For many years I have wanted to take a serious break. I haven't taken more than three weeks off teaching in one slot ( as a break for holiday) since 1992. I fantasise about taking a month off. One day I am going to dare to do it, but I have a lot of financial commitments and it is unlikely I will ever be able to do it unless I am ill (I have insurance) or I finally retire.

I think if you feel tired maybe as others have said, take a week off and see how you feel. But I understand it is a worry financially. I think long standing and loyal students will not give up on you if you take a bit of a break. It is easy for others to say just do it, but I understand that the pressure of finances makes it difficult and ultimately more stressful potentially.
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#8 Minstrel



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Posted 02 February 2019 - 22:47

Apart from family, the most valuable, irreplaceable thing you have is your health. Make that your absolute priority, take whatever time you need to get yourself right. You can only be yourself and make the best of all the opportunities you have ahead if you invest in yourself now.

I had to take several weeks off following an accident a few years ago. Students, families and colleagues rallied, helped in ways I could never have dreamed of and stuck with me. Even so, when I returned I had to prioritise like mad and ended up giving up work at two ( out of ten ) schools to make everything else sustainable.

At the time it hurt and upset me even more that I might be letting people down , than that I was injured and that my body had a lot of healing to do. If anyone who recognises me is reading this, thank you for insisting that there are times when even the normally turbocharged have to accept that they can't do everything.

Look after yourself and be kind to yourself BG. Hugs.
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#9 Cyrilla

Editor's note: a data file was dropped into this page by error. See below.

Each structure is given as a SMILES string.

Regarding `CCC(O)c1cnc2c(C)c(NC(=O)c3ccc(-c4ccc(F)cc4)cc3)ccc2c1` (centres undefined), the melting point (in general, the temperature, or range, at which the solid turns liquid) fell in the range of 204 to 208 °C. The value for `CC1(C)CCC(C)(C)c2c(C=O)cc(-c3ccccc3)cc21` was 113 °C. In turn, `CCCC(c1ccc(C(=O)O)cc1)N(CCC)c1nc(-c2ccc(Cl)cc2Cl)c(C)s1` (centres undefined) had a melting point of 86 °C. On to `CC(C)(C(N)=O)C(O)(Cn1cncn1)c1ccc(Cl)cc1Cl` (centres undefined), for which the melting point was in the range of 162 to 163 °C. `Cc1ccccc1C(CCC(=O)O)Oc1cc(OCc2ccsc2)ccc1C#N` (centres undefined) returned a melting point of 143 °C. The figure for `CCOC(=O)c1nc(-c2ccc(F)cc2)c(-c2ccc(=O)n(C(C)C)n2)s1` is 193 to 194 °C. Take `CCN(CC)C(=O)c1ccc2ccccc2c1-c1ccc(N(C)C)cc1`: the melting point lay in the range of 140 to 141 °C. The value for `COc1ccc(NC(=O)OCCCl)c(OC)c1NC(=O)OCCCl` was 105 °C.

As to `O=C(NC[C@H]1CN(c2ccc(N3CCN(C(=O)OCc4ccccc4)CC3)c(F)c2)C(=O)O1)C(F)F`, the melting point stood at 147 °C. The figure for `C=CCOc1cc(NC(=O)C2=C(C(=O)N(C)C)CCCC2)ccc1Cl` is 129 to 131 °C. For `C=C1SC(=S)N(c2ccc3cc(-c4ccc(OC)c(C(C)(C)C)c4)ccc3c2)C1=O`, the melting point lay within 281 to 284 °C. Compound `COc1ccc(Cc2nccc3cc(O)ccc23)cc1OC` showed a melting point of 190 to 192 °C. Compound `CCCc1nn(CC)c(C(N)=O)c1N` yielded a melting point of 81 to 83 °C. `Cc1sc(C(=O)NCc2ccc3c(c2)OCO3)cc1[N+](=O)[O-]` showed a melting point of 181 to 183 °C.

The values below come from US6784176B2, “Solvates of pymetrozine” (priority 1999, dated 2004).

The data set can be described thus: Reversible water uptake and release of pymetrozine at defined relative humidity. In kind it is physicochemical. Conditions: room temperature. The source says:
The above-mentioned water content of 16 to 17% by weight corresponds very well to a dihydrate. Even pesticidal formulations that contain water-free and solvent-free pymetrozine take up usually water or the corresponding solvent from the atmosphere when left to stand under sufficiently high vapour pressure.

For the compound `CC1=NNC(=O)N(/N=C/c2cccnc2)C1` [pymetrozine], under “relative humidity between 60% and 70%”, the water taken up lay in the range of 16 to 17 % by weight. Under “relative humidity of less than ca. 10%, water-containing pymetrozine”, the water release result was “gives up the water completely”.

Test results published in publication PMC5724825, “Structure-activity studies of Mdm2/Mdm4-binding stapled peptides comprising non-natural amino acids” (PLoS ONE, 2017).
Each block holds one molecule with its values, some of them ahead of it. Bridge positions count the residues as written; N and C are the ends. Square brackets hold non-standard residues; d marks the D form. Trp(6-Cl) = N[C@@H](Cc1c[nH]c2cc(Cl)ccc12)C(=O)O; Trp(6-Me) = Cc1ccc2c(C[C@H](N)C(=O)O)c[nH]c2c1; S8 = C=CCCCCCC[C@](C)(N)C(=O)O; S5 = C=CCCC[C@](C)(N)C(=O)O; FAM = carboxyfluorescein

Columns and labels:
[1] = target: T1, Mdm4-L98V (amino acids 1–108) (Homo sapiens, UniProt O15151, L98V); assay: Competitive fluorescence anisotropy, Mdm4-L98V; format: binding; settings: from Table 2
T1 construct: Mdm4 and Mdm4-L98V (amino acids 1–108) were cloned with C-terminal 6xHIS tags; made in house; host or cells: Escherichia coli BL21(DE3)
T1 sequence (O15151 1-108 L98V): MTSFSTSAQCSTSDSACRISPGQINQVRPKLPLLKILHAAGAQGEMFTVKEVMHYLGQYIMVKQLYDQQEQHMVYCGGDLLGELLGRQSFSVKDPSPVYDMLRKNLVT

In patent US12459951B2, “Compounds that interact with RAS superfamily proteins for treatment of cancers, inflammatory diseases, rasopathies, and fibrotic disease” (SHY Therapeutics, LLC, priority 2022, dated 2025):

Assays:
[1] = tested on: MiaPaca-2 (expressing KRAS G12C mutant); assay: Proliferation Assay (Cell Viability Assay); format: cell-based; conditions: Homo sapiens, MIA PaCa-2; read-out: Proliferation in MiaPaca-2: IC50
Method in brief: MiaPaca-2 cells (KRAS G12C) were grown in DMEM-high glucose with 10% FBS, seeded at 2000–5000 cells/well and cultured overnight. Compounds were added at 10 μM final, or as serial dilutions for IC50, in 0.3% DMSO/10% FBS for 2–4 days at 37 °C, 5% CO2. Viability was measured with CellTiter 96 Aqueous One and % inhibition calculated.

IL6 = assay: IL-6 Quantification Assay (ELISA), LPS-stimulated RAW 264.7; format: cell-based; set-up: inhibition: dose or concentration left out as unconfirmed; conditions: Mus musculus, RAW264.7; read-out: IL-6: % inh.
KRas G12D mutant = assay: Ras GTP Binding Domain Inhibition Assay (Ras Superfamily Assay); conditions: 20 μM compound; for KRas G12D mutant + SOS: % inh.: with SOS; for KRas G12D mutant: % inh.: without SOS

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Posted 02 February 2019 - 23:16

Bag and everyone else who has commented is right.


You clearly need this break - we all do when times are tough and when we seriously need to step back, re-evaluate, re-consider, regroup.   I had a major wobble some 15 years ago and was signed off for six months due to complete physical and emotional exhaustion.   I don't mind saying this because I recognise the signs in other people and I know how easy it is for these things to gradually creep up and for us to keep denying there's anything wrong.


I was lucky in that at that time I was mostly PAYE - however, if, as you say, you can cope financially for a while then please do it.


Definitely see your doctor, who I feel sure will sign you off.   It doesn't matter that you're self-employed - the fact is that your doctor has recognised that you desperately need time out.


When things become really bad, it's not something that can be recovered from with a week off, or a few good nights' sleep - I know because I've been there and done that and got all the T-shirts.


In the end I had 4 1/2 months off but I couldn't have gone on as I was.


I think you know that this is the right thing to do but just need reassurance from others that it is.


I think you now HAVE that reassurance from us all.



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#10 Banjogirl



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Posted 02 February 2019 - 23:30

The boy's cello teacher had to take a term off just after he left get due to an ongoing health problem. I don't think she lost any pupils. Everyone understood and just managed.
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#11 BadStrad



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Posted 03 February 2019 - 02:37

A stewardess I used to know told me that the biggest mistake parents make in an emergency is to try and put the oxygen masks on their kids before themselves. Her point - if the parent runs out of air struggling with a kid and their mask, none of them survive. If the parent has oxygen, they won't suffer from hypoxia, they have as much clarity as can be mustered in an emergency which is what they need to save the kid.